Avianna learns about numerous changes that have taken place during her time in the cryonics chamber: molecular manufacturing is done by nano-minting techniques, aging was ended in the year 2101, humans can choose between biological and robotic forms, schools are the tallest buildings in the cities, status is gained by accumulating knowledge instead of physical beauty or market capitalization. When Avianna leaves the hospital she quickly masters how to decorate walls with her thoughts. She also boards flying cars to cross the city and even takes a cool mini-break to see the magnificent ice buildings of the North Pole. Too magical? Sit back and make sure your seat belt is securely fastened. Modern hyperdrives allow spaceships to travel the galaxy in a matter of months instead of millennia. In fact, seat belts are not really needed for the smooth ride. This may be a bit too miraculous and could leave the impression that things are always perfect and never go wrong. Well, this is about to change. Several extrasolar planets suitable for human colonization have already been reached by the new pioneers of the late 22nd century. Contact with one of the colonies has been lost. Was there a terribly tragedy? One of the lost colonists is Avalyse, Avianna sisters's great-great-granddaughter and Avianna boards a starship to join the search party. A mysterious world awaits her, full of beauty and charm, but also fraught with danger and challenges at every turn.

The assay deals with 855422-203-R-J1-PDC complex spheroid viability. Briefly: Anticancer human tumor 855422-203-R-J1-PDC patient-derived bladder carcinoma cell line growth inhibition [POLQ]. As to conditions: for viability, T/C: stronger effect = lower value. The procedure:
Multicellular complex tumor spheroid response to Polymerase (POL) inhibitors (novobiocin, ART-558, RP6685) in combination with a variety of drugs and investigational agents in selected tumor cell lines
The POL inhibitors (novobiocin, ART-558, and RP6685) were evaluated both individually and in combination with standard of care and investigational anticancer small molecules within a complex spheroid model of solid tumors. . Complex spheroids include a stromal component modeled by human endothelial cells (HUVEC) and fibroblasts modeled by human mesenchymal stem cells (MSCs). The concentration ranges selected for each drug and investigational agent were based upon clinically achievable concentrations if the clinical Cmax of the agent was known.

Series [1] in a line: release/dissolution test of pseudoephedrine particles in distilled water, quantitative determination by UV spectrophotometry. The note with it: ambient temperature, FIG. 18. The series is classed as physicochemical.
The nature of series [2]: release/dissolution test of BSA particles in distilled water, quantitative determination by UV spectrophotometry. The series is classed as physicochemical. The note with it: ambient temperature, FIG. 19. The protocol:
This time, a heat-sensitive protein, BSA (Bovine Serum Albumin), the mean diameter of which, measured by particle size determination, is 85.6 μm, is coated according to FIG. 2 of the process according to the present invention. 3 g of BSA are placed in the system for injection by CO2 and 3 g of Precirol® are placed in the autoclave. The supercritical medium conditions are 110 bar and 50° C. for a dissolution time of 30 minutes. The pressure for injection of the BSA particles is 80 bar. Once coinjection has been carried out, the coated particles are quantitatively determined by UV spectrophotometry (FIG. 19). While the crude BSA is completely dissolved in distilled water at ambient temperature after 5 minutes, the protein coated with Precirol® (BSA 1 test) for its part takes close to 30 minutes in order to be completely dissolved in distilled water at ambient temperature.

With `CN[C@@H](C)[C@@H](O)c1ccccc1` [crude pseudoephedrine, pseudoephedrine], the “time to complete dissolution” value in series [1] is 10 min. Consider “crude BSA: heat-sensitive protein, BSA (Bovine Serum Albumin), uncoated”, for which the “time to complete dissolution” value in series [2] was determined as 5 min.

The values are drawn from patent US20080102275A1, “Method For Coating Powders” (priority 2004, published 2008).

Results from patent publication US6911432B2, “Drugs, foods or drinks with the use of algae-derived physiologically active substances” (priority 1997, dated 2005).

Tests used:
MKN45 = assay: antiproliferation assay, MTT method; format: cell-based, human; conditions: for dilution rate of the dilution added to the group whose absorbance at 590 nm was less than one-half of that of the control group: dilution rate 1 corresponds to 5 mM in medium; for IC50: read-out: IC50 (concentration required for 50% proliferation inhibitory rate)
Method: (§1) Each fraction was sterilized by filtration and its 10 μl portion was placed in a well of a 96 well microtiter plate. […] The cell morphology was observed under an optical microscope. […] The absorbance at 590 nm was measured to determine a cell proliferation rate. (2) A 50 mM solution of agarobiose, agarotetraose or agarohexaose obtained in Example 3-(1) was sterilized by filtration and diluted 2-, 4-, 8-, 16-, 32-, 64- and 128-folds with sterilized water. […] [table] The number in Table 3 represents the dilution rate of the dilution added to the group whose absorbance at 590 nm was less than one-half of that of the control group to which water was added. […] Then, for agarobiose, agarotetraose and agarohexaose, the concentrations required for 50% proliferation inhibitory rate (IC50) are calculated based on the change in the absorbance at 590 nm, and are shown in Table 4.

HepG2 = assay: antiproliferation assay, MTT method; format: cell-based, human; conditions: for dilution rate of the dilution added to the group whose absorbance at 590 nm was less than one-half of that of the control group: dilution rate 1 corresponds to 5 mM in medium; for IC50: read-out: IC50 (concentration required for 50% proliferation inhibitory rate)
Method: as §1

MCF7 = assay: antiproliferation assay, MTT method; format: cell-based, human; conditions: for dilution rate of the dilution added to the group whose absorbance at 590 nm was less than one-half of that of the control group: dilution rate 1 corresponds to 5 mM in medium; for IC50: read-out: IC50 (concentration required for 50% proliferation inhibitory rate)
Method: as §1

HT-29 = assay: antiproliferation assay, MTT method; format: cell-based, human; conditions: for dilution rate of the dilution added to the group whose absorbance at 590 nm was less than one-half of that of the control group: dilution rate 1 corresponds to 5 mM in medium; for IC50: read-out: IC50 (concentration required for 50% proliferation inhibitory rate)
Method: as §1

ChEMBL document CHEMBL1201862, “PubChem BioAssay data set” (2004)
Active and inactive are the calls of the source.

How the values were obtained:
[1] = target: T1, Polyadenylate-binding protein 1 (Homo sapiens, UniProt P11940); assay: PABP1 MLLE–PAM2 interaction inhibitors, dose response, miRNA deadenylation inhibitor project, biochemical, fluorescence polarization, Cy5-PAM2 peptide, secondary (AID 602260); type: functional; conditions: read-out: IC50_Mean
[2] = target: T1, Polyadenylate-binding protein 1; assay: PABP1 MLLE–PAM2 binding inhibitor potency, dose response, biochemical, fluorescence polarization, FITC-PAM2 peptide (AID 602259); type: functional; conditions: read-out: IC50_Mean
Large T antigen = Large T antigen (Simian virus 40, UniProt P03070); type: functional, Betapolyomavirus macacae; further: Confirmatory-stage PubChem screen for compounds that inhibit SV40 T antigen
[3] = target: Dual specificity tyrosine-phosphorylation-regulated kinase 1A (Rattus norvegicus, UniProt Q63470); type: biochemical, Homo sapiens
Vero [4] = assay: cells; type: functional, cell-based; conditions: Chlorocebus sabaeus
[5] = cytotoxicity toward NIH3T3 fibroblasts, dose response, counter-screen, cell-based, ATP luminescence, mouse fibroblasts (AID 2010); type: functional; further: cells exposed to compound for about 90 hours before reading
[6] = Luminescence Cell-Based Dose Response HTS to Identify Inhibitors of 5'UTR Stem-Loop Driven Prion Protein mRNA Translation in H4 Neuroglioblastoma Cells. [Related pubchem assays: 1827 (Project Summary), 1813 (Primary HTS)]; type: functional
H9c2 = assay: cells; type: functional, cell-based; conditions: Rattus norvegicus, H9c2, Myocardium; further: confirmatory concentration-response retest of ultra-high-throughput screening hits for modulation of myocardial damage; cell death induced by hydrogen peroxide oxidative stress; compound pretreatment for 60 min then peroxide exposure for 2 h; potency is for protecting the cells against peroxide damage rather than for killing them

Shannon Vyff has crafted a gripping and powerful tale that portrays the transhumanist visions in vivid personal detail. Her storytelling is entertaining, insightful and thought-provoking. She captures the imagination of young readers and adults alike, while also deepening the knowledge about the true potential of technological progress. All of us need to be aware of the accelerating rate of paradigm shifts. I would strongly recommend this book to anyone interested in the mid-term future of the human species.